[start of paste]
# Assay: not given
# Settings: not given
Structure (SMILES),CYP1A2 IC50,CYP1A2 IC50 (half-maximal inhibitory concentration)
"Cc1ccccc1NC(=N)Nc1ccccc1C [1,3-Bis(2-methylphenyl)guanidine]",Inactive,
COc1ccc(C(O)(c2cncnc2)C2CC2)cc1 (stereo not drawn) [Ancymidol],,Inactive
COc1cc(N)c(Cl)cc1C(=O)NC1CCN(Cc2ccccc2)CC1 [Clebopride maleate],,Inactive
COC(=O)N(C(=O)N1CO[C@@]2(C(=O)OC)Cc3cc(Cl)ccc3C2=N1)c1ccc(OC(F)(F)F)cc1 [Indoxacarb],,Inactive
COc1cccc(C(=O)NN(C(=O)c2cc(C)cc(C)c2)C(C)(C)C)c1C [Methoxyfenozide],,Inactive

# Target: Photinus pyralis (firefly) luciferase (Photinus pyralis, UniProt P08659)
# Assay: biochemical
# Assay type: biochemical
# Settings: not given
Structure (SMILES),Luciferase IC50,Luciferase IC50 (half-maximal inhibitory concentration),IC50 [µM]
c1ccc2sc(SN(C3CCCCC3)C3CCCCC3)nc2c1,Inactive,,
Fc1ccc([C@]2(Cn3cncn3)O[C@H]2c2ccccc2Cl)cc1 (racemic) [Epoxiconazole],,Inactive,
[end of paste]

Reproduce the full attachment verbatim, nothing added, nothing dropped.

# Assay: not given
# Settings: not given
Structure (SMILES),CYP1A2 IC50,CYP1A2 IC50 (half-maximal inhibitory concentration)
"Cc1ccccc1NC(=N)Nc1ccccc1C [1,3-Bis(2-methylphenyl)guanidine]",Inactive,
COc1ccc(C(O)(c2cncnc2)C2CC2)cc1 (stereo not drawn) [Ancymidol],,Inactive
COc1cc(N)c(Cl)cc1C(=O)NC1CCN(Cc2ccccc2)CC1 [Clebopride maleate],,Inactive
COC(=O)N(C(=O)N1CO[C@@]2(C(=O)OC)Cc3cc(Cl)ccc3C2=N1)c1ccc(OC(F)(F)F)cc1 [Indoxacarb],,Inactive
COc1cccc(C(=O)NN(C(=O)c2cc(C)cc(C)c2)C(C)(C)C)c1C [Methoxyfenozide],,Inactive

# Target: Photinus pyralis (firefly) luciferase (Photinus pyralis, UniProt P08659)
# Assay: biochemical
# Assay type: biochemical
# Settings: not given
Structure (SMILES),Luciferase IC50,Luciferase IC50 (half-maximal inhibitory concentration),IC50 [µM]
c1ccc2sc(SN(C3CCCCC3)C3CCCCC3)nc2c1,Inactive,,
Fc1ccc([C@]2(Cn3cncn3)O[C@H]2c2ccccc2Cl)cc1 (racemic) [Epoxiconazole],,Inactive,